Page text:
Si Dunn

‘A Brilliant Death’ – Murder mystery, coming of age and homage to 1960s small-town Ohio – #bookreview

A Brilliant Death

Robin Yocum

Seventh Street Books – paperback, Kindle

Writers often are advised to “Write what you know.” Author Robin Yocum clearly has heeded that advice. This is a well-written mystery that also is a coming-of-age story, plus a fine portrait of simpler times in the American heartland during the mid-1960s.

A Brilliant Death is set in a real-life but now unincorporated village, Brilliant, Ohio. Brilliant is a settlement on the Ohio River near the West Virginia border, in an area where steel mills, coal mines and a glass factory once held sway and Polish and other immigrant names are common.

Yocum’s novel focuses on two teenage friends, Mitch Malone and Travis Baron, as they near adulthood in Brilliant and start trying to uncover the truth behind the death of Travis Baron’s mother when he was still an infant. Along the way, the two youths, both promising athletes, continue growing up, getting into typical teenage scrapes, and nearing the time when they will go off to college or off to the Vietnam War.

They do manage to discover the terrible truth behind Travis’s mother’s death. And what they learn puts both of their lives immediately into danger.  Now they must make difficult choices from options they  hoped they would never have to consider.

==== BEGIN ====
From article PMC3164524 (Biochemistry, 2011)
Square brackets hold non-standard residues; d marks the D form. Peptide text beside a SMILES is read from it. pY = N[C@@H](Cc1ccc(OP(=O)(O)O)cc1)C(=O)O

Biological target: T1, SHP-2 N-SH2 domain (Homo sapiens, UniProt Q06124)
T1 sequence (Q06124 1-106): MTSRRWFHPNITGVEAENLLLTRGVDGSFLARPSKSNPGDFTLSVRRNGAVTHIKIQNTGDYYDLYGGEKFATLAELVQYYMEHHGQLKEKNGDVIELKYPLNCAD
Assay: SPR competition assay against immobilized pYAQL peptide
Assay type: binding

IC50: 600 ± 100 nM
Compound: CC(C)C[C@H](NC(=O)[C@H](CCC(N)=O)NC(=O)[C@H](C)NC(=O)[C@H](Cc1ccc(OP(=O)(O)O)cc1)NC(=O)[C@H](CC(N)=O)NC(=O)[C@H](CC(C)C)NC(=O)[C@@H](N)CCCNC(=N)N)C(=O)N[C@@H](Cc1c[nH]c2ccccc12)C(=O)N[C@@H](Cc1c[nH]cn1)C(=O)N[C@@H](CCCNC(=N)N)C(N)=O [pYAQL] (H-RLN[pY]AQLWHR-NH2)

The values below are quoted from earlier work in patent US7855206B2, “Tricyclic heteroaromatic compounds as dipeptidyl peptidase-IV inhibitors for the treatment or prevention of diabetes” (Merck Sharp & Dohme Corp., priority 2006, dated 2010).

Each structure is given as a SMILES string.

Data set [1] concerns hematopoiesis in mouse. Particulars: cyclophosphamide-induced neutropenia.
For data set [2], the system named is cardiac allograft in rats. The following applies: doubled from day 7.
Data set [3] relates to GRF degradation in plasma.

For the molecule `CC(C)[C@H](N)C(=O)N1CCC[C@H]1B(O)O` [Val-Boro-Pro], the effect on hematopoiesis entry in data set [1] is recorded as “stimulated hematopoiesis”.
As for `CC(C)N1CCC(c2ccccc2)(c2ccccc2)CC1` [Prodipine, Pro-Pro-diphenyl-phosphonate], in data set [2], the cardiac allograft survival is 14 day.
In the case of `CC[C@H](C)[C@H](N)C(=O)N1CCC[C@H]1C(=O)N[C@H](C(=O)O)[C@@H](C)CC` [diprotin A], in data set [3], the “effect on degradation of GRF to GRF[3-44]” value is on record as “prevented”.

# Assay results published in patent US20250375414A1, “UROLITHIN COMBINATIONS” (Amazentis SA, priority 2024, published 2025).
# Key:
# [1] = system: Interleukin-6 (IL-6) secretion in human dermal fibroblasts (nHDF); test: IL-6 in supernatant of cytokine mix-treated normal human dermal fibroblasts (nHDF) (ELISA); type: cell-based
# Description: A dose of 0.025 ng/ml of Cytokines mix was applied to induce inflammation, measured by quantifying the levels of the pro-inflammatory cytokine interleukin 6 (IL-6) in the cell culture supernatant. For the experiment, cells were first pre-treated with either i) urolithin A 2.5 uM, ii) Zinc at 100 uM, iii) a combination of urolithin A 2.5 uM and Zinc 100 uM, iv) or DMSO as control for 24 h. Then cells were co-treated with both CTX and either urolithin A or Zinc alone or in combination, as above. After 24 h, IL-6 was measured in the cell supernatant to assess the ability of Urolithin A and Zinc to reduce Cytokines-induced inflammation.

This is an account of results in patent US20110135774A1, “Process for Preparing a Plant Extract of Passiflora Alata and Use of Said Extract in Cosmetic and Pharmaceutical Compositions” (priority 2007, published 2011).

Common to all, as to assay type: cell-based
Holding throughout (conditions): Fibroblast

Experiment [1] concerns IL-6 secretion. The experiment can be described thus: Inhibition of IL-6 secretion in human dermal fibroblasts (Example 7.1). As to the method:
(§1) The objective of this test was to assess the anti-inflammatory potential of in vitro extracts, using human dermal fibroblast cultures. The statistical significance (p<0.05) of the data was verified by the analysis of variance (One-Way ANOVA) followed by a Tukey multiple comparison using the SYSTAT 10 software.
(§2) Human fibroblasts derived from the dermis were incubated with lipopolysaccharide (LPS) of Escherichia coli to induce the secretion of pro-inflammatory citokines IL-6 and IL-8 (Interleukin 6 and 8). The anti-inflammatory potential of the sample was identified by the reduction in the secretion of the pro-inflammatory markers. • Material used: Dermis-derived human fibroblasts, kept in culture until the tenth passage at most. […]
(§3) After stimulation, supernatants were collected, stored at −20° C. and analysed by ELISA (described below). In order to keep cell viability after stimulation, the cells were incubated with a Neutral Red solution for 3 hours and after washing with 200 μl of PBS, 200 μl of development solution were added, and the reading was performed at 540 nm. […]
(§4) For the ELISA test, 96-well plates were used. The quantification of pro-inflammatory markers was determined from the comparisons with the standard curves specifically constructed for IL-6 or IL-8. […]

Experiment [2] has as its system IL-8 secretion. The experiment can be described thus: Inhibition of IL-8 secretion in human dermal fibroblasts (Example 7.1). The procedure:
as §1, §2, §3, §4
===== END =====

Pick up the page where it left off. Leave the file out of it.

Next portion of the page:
Si Dunn

Attack of the Killer Parentheses: ‘Clojure in Action, 2nd Edition’ – #bookreview

Clojure in Action, 2nd Edition

Amit Rathore and Francis Avila

Manning – paperback

Clojure seems to be afflicted with a measles-like outbreak of parentheses, and it generally just looks strange to many software developers. And there’s a good reason for that, as this book’s two author point out in their recently released second edition.

“Clojure’s syntax is derived from its Lisp roots: lots of parentheses. It’s alien to most developers with experience in languages with Algol-inspired syntax like C, C++, Java, Python, Ruby, Perl, and so on.”

But Clojure also is an intriguing and powerful choice for many software development projects, Amit Rathore and Francis Avila insist. Clojure is “a functional Lisp on the JVM” (the Java Virtual Machine), and: “It is impossible to separate the Lisp, functional programming, and JVM features of Clojure. At every step they play on each other and tell a compelling software development story….”

I have been tinkering with Clojure on the side, at random spare moments, for more than two years, using a disorganized approach of looking at web postings, building and modifying simple projects that others have posted, and sometimes looking at Clojure how-to books as time permits.